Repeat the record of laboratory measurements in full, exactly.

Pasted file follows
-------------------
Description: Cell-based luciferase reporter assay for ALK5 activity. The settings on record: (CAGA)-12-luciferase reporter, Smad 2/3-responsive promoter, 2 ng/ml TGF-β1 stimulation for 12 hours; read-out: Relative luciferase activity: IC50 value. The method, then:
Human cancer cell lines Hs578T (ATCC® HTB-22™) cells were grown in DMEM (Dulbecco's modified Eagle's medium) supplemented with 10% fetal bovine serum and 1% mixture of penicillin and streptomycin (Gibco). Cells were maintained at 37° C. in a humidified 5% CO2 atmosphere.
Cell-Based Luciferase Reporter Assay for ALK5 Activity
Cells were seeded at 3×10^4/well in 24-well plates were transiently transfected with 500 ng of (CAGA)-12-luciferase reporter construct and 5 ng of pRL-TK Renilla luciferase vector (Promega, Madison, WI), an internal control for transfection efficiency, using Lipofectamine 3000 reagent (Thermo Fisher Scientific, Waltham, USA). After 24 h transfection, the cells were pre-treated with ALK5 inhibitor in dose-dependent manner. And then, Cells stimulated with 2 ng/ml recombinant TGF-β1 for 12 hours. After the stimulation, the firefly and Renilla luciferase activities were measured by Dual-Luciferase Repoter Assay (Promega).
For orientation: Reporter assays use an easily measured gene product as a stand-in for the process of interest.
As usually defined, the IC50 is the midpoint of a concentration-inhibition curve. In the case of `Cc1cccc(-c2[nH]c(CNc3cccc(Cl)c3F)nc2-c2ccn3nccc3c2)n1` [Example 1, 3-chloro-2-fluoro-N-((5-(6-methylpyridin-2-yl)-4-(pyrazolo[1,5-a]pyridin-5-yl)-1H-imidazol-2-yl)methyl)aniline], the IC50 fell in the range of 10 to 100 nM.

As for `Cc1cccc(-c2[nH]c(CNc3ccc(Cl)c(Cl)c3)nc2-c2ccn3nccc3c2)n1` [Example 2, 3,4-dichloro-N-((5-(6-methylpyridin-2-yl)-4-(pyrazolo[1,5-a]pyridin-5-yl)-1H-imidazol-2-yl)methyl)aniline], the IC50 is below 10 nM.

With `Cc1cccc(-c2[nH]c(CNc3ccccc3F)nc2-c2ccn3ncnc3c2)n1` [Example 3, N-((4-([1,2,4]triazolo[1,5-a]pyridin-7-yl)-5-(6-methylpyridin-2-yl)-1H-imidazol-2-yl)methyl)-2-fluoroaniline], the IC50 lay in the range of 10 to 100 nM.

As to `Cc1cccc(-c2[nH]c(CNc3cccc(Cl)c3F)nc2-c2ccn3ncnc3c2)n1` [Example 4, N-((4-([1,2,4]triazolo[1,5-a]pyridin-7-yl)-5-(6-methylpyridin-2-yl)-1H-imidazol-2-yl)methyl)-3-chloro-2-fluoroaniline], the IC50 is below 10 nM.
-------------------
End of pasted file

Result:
Description: Cell-based luciferase reporter assay for ALK5 activity. The settings on record: (CAGA)-12-luciferase reporter, Smad 2/3-responsive promoter, 2 ng/ml TGF-β1 stimulation for 12 hours; read-out: Relative luciferase activity: IC50 value. The method, then:
Human cancer cell lines Hs578T (ATCC® HTB-22™) cells were grown in DMEM (Dulbecco's modified Eagle's medium) supplemented with 10% fetal bovine serum and 1% mixture of penicillin and streptomycin (Gibco). Cells were maintained at 37° C. in a humidified 5% CO2 atmosphere.
Cell-Based Luciferase Reporter Assay for ALK5 Activity
Cells were seeded at 3×10^4/well in 24-well plates were transiently transfected with 500 ng of (CAGA)-12-luciferase reporter construct and 5 ng of pRL-TK Renilla luciferase vector (Promega, Madison, WI), an internal control for transfection efficiency, using Lipofectamine 3000 reagent (Thermo Fisher Scientific, Waltham, USA). After 24 h transfection, the cells were pre-treated with ALK5 inhibitor in dose-dependent manner. And then, Cells stimulated with 2 ng/ml recombinant TGF-β1 for 12 hours. After the stimulation, the firefly and Renilla luciferase activities were measured by Dual-Luciferase Repoter Assay (Promega).
For orientation: Reporter assays use an easily measured gene product as a stand-in for the process of interest.
As usually defined, the IC50 is the midpoint of a concentration-inhibition curve. In the case of `Cc1cccc(-c2[nH]c(CNc3cccc(Cl)c3F)nc2-c2ccn3nccc3c2)n1` [Example 1, 3-chloro-2-fluoro-N-((5-(6-methylpyridin-2-yl)-4-(pyrazolo[1,5-a]pyridin-5-yl)-1H-imidazol-2-yl)methyl)aniline], the IC50 fell in the range of 10 to 100 nM.

As for `Cc1cccc(-c2[nH]c(CNc3ccc(Cl)c(Cl)c3)nc2-c2ccn3nccc3c2)n1` [Example 2, 3,4-dichloro-N-((5-(6-methylpyridin-2-yl)-4-(pyrazolo[1,5-a]pyridin-5-yl)-1H-imidazol-2-yl)methyl)aniline], the IC50 is below 10 nM.

With `Cc1cccc(-c2[nH]c(CNc3ccccc3F)nc2-c2ccn3ncnc3c2)n1` [Example 3, N-((4-([1,2,4]triazolo[1,5-a]pyridin-7-yl)-5-(6-methylpyridin-2-yl)-1H-imidazol-2-yl)methyl)-2-fluoroaniline], the IC50 lay in the range of 10 to 100 nM.

As to `Cc1cccc(-c2[nH]c(CNc3cccc(Cl)c3F)nc2-c2ccn3ncnc3c2)n1` [Example 4, N-((4-([1,2,4]triazolo[1,5-a]pyridin-7-yl)-5-(6-methylpyridin-2-yl)-1H-imidazol-2-yl)methyl)-3-chloro-2-fluoroaniline], the IC50 is below 10 nM.